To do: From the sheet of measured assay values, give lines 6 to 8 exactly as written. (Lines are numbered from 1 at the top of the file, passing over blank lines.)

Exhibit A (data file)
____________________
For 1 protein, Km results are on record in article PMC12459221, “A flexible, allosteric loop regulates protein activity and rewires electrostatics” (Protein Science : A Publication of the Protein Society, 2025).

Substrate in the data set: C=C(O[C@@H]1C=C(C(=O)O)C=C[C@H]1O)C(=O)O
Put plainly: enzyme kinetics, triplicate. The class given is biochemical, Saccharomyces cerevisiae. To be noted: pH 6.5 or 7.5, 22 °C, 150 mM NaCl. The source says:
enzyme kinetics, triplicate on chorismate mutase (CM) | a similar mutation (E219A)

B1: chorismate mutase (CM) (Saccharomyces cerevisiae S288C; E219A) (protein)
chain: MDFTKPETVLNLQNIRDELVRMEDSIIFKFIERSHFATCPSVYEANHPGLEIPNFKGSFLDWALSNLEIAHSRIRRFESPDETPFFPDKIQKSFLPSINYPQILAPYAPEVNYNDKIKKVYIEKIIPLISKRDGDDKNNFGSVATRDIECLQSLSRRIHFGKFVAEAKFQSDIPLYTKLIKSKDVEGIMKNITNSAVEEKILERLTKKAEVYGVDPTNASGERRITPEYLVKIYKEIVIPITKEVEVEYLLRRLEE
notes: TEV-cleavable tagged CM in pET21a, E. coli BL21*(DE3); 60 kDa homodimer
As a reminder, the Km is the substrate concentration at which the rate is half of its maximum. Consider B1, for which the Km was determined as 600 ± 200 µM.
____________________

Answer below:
chain: MDFTKPETVLNLQNIRDELVRMEDSIIFKFIERSHFATCPSVYEANHPGLEIPNFKGSFLDWALSNLEIAHSRIRRFESPDETPFFPDKIQKSFLPSINYPQILAPYAPEVNYNDKIKKVYIEKIIPLISKRDGDDKNNFGSVATRDIECLQSLSRRIHFGKFVAEAKFQSDIPLYTKLIKSKDVEGIMKNITNSAVEEKILERLTKKAEVYGVDPTNASGERRITPEYLVKIYKEIVIPITKEVEVEYLLRRLEE
notes: TEV-cleavable tagged CM in pET21a, E. coli BL21*(DE3); 60 kDa homodimer
As a reminder, the Km is the substrate concentration at which the rate is half of its maximum. Consider B1, for which the Km was determined as 600 ± 200 µM.